Prompted in large part by @GeorgiannaGossip‘s fabulous group read of Frances Burney’s epistolary novel Evelina, the Bookish Miss is revisiting one of her favorite novels and looking at it in a new way.
Evelina is an often overlooked landmark work. It was one of the first recognizably modern novels, written by a woman, immensely popular in its own time and precedes Jane Austen’s novels by decades.
It’s also a very good read. Even the eighteenth century grammar and rhetoric are easy to adjust to, and its epistolary format makes it good for reading in small bites.
One thing I find fascinating is that, throughout the story, money and culture are constantly in conflict. History reminds us that for a member of the upper class (often called the “ton”) to concern her or himself with money was a serious social faux pas; so was the allocation of a “use value” to any object or idea considered cultured. Burney knew this, she understood this. However, a great deal of her novel deals with incidents where her characters, willingly or not, have to deal with money or the idea that something can have a quantifiable value. This violation of unspoken rules and etiquette, the “social determinants of taste,” often contributes to social confusion for Evelina.
What’s most fascinating is that while Burney exposes the utter hypocrisy of the ton, they gobbled up her book. Of course, there are just as many characters for the ton to ridicule as there are upper class fools for the middling classes to revile. Taken in its entirety, Evelina demonstrates the ambiguous and ambivalent relationship that eighteenth century Britons had with actual money.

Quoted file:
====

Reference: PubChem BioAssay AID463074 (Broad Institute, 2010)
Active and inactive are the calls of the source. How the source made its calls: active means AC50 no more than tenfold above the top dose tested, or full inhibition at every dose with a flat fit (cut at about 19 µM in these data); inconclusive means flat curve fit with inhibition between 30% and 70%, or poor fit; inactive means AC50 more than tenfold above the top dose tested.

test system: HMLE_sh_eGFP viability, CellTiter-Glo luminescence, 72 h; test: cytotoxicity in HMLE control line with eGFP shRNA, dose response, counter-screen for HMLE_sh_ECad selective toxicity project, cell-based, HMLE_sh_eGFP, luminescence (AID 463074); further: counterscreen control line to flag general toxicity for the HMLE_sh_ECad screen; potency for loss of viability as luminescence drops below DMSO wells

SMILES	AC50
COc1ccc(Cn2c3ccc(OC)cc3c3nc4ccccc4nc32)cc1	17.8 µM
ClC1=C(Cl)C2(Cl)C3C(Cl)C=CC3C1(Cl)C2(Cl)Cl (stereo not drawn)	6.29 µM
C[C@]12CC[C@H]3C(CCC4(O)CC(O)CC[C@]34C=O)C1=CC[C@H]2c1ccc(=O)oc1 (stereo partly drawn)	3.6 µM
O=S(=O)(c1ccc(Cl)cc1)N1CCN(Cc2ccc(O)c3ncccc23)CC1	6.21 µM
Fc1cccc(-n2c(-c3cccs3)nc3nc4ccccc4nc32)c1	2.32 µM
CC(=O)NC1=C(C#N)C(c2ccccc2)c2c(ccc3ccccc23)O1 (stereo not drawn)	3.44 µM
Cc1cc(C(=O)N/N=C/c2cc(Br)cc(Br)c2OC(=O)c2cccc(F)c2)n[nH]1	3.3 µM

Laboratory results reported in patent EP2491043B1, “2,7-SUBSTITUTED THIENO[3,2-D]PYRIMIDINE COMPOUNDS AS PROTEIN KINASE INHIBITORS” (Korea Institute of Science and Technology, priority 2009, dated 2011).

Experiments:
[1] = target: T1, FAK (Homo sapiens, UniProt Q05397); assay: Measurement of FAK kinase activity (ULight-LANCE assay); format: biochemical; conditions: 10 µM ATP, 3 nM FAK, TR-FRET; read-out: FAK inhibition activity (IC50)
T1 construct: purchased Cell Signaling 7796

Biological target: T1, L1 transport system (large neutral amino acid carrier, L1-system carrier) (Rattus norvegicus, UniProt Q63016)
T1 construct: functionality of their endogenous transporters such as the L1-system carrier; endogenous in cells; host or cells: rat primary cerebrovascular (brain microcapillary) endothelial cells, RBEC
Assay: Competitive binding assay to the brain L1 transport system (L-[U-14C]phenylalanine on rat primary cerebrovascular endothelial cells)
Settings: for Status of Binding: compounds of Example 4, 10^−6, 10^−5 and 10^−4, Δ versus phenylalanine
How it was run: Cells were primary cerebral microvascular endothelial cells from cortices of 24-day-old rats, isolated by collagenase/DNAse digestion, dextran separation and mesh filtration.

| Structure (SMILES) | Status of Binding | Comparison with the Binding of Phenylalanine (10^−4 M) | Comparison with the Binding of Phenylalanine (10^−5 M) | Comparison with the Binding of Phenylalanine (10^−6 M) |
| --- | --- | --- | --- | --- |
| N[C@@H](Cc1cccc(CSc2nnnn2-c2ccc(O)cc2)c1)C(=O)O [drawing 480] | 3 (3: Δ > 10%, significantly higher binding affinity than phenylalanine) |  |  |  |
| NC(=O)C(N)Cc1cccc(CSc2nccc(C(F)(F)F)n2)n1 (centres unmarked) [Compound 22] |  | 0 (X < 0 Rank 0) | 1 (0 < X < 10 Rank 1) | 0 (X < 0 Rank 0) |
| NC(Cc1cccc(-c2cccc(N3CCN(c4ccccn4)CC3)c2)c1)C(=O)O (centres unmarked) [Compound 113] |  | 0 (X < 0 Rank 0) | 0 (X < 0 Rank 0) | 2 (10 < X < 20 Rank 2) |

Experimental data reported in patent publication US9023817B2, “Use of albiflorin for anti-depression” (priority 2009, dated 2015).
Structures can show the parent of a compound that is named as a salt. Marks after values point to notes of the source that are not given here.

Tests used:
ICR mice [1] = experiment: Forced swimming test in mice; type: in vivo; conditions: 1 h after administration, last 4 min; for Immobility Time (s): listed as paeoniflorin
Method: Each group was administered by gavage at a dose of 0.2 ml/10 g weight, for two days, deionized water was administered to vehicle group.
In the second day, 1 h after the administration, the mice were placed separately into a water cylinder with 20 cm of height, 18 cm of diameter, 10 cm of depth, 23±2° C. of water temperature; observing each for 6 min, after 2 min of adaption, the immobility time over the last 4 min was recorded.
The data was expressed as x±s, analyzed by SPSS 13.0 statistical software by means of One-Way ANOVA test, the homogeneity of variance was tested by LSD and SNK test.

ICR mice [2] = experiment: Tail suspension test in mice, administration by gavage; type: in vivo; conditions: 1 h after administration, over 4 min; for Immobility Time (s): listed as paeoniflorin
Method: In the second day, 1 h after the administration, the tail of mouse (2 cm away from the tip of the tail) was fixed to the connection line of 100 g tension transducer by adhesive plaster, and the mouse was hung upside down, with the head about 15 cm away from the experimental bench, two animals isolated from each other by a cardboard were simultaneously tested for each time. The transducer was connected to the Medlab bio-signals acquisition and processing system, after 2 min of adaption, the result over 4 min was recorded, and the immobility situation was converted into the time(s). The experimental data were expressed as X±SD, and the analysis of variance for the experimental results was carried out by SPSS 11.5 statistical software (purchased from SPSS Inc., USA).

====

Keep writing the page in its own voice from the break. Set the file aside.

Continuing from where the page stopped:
One of the interesting things I noticed in my umpteeth reread of Evelina is that there seems to be a “buffer zone” between the ton and the rest of society. It appears to be an unspoken idea that there are areas money should not intrude on. This zone keeps people safe; no one but you and your accountant knows how much money you actually have. Anyone could spend lavishly during a season in London, but as to how they lived afterwards … well, that’s their business. Accordingly, when money matters do intrude it causes great embarrassment amongst the characters.
Take the opera scene. Branghton Sr. pays for the opera passes, but complains of the price and even goes as far as to haggle with the doorkeeper. When his daughters remark on his ignorance in the matter, the prices having been listed in the newspaper, he responds by telling them “the price of stocks is enough for me to see after; and I took it for granted it was the same thing here as at the playhouse.” As a businessman, he automatically looks for the usefulness of whatever he pays for. Indeed, he compares the opera to the plays he and his family regularly attend at Drury Lane and comes away from the experience upset, believing he has been “tricked out of his money with so little trouble.”
The reader comes away from this scene feeling sympathy for the embarrassed heroine, who has to put up with someone so “uncultured” he cannot grasp the concept of art for art’s sake. However, the scene not only shows how a member of the elite is mortified at the lack of appreciation for the opera, but how a middling class merchant is upset that the culture he helps finance does not give him his money’s worth.